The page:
From Russia with Love

Posted: February 3, 2015 in Life
Tags: , , , ,

Lots of police-on-civilian violence in the news coming from within the USA recently. I thought I’d share my Russian version of things.

My mother, my little brother and I were living in Vladivostok, Siberia. We had just gotten up to our apartment, through the locked exterior door, up the key-activated elevator, and past the locking hallway door of our floor as well. We walked up to our steel barricade of a personal door and my mother began punching in the code. Between carrying bags of groceries in one hand and my little brother in the other (I have no idea what I was carrying), she still managed to get the massively heavy door to swing open, as she did every day, then proceeded to unlock the wooden interior door.

Vault112Only a hundred or so doors to go!

Maybe by now you have noticed two things.

1. We must have been fairly well-off to have had all this security.
2. Holy shit, that is a lot of security for a crummy two-bedroom apartment in a part of town where serial murderers were a monthly occurrence!
Just the other week, a woman was strangled to death with her leggings in one of our building’s elevators. Apparently, the current serial rapist was a ‘leggings fetishist’, so women were advised not to wear any lest they tempt him with their womanly wiles.

19evq452e55g3jpg                                                                     SO asking for it

At this point, stumbling into our ‘stylishly undersized’ apartment, she went about prioritizing between the placement of her children and the placement of the groceries. That is when the alarm went off.
Spinning about, my mother rushed to the door — it had stayed ajar too long and triggered the siren.
Fumbling with her keys she yelled (over the noise) for me to watch my little brother as she rushed through the door to get the land-lady down the hall to turn off the alarm, closing both home doors behind her.

The alarm soon died and I went back to putting away the food. My attention was sparked, however, when I heard a thump against our door. Walking back over to it, I found my little brother standing there, looking at it with his hand in his mouth — he had heard it too.
I stood next to him, a few feet away from the door, staring at the flimsy but pretty inside door. There were then a series of small popping explosions and the metal exterior door came crashing inward, taking the wooden one with it.
Six men in military camouflage gear, wearing helmets and ski masks, wielding automatic rifles and strapped with grenades, piled into our living room.

24a                                    Welcome to adulthood! I think puberty just hit all at once!

To put this surreal situation another way, I just had the SPETSNAZ breach my steel front door with explosives and point their AK-47s at me and my 2 year old brother while screaming at us to identify ourselves. I was 10, starting down the barrel of (into the barrel of?) a rifle. I think its right around then that I came to terms with the fear of death – saving my little brother was more important than worrying about mortality.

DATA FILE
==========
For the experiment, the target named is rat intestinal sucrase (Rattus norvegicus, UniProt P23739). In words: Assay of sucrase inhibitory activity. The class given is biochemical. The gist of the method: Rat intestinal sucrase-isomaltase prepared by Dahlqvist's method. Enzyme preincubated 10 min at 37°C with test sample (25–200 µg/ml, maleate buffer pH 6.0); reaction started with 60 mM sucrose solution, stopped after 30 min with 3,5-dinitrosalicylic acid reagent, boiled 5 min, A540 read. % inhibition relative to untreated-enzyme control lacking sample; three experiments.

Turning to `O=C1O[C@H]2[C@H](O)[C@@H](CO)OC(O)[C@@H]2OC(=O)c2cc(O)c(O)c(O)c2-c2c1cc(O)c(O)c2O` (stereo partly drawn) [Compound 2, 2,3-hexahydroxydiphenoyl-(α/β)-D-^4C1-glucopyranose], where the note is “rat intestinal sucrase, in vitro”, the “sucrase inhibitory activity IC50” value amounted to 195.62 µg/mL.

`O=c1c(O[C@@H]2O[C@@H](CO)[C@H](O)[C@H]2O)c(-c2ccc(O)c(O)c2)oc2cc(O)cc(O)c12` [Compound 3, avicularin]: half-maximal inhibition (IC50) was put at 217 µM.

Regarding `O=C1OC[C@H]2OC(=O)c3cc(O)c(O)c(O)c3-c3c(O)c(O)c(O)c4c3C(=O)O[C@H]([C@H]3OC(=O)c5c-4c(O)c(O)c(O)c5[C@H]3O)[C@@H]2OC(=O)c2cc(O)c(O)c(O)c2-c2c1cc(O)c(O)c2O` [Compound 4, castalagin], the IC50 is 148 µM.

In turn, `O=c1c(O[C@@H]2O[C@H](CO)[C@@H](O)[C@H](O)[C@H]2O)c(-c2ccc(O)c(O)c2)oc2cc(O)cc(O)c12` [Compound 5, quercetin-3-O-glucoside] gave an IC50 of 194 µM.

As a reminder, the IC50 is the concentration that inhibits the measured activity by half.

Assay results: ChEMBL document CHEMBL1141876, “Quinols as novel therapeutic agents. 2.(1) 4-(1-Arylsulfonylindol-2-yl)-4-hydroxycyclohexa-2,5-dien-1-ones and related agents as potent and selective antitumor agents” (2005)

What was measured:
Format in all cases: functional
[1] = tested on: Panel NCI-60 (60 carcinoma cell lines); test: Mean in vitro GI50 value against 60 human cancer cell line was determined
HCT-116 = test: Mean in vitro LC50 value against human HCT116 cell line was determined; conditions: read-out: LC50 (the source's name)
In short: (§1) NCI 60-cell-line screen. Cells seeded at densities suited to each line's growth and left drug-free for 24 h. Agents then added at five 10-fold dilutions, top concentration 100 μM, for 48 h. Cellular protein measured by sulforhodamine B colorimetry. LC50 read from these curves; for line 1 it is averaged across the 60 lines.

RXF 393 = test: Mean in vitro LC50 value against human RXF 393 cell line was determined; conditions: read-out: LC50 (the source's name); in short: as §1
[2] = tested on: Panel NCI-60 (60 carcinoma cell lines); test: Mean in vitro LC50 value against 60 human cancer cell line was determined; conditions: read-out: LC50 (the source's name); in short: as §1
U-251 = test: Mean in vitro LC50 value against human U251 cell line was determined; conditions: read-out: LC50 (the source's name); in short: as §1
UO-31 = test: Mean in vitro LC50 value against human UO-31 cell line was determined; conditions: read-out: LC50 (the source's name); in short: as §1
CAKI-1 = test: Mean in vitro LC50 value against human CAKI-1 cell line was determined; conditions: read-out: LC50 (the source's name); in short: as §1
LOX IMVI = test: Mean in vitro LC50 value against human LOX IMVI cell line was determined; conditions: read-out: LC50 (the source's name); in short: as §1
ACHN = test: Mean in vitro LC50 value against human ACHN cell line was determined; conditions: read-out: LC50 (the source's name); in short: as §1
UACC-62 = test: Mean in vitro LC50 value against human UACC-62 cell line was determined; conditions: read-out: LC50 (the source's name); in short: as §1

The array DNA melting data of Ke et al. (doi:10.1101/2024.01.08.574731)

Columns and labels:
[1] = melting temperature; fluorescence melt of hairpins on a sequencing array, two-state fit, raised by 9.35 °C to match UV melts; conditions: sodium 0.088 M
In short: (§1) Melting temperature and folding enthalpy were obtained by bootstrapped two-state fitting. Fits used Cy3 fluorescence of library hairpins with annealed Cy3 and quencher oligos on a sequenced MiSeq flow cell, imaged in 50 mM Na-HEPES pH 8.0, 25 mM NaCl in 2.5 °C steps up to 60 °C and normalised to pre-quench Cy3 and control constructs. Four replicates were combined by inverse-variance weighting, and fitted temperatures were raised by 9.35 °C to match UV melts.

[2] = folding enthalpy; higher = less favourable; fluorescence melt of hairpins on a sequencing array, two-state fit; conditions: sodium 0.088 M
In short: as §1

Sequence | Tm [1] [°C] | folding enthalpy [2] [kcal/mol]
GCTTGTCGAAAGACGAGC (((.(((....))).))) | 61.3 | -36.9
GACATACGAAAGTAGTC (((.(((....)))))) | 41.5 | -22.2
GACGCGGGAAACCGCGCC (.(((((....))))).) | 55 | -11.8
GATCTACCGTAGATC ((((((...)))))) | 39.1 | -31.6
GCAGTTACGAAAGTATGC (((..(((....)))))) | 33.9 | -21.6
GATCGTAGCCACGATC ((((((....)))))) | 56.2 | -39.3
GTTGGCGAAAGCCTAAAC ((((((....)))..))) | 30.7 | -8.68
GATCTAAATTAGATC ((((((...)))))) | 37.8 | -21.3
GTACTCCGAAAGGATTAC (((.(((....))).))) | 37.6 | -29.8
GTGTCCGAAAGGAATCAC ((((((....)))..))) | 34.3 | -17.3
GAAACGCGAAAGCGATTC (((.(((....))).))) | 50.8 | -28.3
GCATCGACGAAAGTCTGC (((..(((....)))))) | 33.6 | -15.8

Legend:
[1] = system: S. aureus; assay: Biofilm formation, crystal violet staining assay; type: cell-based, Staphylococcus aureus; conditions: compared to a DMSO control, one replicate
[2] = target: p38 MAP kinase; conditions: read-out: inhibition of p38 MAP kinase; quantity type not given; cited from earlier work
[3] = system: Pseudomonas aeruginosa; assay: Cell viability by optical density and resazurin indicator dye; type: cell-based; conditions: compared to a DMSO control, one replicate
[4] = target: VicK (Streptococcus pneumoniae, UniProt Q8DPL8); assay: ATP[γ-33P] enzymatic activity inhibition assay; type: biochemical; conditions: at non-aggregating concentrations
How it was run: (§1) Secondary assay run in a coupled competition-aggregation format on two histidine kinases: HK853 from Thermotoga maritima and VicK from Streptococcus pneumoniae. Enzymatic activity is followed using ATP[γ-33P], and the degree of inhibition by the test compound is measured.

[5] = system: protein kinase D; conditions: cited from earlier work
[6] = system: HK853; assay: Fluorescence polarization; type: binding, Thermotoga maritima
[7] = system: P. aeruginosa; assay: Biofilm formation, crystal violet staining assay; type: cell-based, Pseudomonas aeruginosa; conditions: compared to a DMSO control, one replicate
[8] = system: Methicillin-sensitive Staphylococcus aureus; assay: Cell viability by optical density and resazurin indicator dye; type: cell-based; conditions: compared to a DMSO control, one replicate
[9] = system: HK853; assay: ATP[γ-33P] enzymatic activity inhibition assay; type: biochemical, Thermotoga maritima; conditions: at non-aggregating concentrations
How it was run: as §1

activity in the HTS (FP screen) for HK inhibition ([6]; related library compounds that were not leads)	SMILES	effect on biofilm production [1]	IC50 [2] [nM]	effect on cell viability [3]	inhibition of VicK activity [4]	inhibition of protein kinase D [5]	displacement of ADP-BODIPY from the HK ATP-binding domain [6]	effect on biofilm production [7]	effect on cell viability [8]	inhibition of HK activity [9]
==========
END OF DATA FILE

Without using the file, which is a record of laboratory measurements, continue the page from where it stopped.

Everything seemed to slow down and it appeared to me that I had all the time in the world to decide what to do (I later learned that this is called an ‘adrenaline rush’ and can take years to master willingly in stressful situations).
Having had this ‘time’ to consider, I pulled my brother behind me, puffed out my chest, and answered that ‘we live here’.
The lead-man hesitated and pulled down his mask without lowering his rifle.
“What did you say, boy?” he asked.
“WE LIVE HERE,” I repeated, matter-of-factly. The strangest sort of calm had come over me and it seemed to stun this soldier.

Its_13e715_238988                   This isn’t actually funny. Brazilian cops are paid to beat street urchins to death.

Why soldiers were responding to a police alarm in the first place, I still do not know. Maybe SWAT was occupied elsewhere. Maybe the bribes were better working street. Maybe they were just passing through.
Whatever the case, at this point, my mother rushed in swearing and screaming apologies, shoving past the armed men as she threw literally handfuls of money at each of them (“for their trouble”) before finally getting to the point-man and handing him the rest of the considerable amount of cash she had with her.
As they happily filed out, the leader sternly reminded her to promptly keep her (detached) door closed at all times to avoid this in the future.

Now, imagine if she did not have a lot of money. Or that the SPETSNAZ man didn’t hesitate to blow away some ten and two year old professional burglars/terrorists. Or that we weren’t well-off by their standards. We would have been entirely at their mercy (as opposed to just being able to bargain for it).
That is the situation for 99% of the people on the planet who have to deal with overzealous police-departments. Instead of sending well-manner police officers, or — I don’t know — just a regularly lethal strike team, they might send FUCKING SOLDIERS.
Don’t we all feel safer?

“It is the job of the police to protect the people, and the job of the military to fight the enemies of the state. When the military are the police, the people tend to become the enemies of the state.”

~From Russia with Love

  1. likamarie says:

    Very true, Aleks. And this story is worthy of the show Criminal Minds, with the military making enemies of civilians. You know, 2 year old toddlers are very scary… As well as 10 year olds, because the 10 year old understands the toddler AND the adults…

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